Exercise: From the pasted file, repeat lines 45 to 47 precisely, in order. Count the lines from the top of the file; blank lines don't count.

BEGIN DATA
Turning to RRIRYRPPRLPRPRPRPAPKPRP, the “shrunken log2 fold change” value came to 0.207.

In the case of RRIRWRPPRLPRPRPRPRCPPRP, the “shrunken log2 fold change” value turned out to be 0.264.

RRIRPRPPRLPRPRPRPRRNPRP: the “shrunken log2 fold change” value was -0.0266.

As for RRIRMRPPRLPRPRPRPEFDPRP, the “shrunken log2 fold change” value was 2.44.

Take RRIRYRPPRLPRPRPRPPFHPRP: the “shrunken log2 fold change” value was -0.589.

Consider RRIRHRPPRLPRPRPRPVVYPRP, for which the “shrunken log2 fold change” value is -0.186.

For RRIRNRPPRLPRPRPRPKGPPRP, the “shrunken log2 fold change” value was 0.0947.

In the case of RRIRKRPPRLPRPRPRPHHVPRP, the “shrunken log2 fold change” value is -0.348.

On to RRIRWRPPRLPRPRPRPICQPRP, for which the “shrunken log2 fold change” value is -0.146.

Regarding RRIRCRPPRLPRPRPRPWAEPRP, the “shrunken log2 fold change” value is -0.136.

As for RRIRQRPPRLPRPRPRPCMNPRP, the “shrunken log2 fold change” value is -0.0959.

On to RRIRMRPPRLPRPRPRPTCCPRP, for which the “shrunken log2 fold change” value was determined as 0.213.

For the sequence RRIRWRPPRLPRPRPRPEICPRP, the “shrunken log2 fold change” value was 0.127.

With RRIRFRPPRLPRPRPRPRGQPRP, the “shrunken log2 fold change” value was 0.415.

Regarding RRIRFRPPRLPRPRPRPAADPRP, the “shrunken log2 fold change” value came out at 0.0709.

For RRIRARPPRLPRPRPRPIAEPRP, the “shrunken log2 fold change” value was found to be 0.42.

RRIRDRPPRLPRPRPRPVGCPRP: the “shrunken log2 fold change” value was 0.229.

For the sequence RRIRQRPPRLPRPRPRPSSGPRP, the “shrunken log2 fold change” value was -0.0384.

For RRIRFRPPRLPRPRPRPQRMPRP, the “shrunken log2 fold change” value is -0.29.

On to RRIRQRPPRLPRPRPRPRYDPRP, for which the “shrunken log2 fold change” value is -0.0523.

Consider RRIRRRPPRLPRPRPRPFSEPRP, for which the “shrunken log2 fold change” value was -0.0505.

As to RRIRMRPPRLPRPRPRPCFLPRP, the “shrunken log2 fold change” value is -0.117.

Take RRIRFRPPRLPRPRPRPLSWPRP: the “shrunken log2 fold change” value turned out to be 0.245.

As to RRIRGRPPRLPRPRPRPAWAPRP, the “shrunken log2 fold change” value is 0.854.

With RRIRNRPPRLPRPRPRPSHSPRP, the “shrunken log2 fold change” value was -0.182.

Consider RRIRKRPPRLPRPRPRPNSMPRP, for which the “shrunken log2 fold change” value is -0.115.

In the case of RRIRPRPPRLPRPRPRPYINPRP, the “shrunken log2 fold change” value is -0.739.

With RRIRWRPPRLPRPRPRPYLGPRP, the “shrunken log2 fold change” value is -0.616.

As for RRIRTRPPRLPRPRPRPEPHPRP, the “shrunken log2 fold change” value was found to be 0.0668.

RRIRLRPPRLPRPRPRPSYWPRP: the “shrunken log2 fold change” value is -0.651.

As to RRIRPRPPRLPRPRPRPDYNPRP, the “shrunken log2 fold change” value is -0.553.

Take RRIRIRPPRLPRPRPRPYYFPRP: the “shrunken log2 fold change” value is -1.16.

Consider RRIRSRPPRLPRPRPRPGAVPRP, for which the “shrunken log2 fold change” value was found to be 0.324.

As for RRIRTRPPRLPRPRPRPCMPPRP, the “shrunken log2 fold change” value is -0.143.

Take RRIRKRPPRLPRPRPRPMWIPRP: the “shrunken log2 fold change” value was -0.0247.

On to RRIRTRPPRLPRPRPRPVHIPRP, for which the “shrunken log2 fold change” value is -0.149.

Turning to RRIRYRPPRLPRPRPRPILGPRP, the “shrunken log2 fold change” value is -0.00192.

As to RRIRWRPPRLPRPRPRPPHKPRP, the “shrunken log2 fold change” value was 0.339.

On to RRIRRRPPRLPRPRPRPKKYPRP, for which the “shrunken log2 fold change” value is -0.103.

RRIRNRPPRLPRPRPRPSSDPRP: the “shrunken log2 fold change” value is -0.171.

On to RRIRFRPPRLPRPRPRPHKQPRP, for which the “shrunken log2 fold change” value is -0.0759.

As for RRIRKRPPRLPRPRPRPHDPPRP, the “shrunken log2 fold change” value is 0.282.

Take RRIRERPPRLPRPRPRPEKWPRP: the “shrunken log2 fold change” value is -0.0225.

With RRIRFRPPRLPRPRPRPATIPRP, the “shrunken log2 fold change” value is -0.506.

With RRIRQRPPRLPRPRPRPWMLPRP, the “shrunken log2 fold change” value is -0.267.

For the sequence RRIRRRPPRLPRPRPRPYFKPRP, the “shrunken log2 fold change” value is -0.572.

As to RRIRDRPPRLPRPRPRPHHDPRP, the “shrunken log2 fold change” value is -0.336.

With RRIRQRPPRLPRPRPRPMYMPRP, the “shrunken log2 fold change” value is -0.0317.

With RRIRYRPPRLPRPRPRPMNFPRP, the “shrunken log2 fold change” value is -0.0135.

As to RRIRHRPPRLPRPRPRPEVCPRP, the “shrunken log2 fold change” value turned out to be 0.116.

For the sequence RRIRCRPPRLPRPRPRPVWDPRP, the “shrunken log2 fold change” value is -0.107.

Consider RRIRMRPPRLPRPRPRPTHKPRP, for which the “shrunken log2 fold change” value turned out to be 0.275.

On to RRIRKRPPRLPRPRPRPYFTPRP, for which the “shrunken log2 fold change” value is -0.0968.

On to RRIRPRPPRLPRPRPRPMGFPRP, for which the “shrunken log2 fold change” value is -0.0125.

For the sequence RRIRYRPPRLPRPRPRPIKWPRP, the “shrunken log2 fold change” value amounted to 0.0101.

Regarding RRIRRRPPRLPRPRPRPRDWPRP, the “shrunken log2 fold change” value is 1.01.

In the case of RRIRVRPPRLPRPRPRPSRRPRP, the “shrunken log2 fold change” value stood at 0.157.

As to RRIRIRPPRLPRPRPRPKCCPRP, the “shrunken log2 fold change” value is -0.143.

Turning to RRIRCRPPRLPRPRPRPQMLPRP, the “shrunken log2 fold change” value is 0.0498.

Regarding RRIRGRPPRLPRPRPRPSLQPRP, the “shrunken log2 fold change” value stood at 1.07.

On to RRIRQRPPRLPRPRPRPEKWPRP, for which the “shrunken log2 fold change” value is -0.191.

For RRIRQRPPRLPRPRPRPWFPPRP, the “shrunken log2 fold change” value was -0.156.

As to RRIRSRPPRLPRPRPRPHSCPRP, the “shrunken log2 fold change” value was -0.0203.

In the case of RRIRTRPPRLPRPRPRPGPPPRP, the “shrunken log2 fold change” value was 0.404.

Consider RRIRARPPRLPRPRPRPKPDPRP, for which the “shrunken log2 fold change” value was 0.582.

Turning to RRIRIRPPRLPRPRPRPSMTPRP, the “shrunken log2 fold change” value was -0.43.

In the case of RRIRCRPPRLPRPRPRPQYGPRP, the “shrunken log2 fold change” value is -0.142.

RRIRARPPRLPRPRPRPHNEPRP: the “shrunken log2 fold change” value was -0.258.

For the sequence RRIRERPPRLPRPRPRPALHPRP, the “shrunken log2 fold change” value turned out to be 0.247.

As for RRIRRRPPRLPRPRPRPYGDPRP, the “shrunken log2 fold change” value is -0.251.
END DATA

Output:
With RRIRQRPPRLPRPRPRPWMLPRP, the “shrunken log2 fold change” value is -0.267.

For the sequence RRIRRRPPRLPRPRPRPYFKPRP, the “shrunken log2 fold change” value is -0.572.

As to RRIRDRPPRLPRPRPRPHHDPRP, the “shrunken log2 fold change” value is -0.336.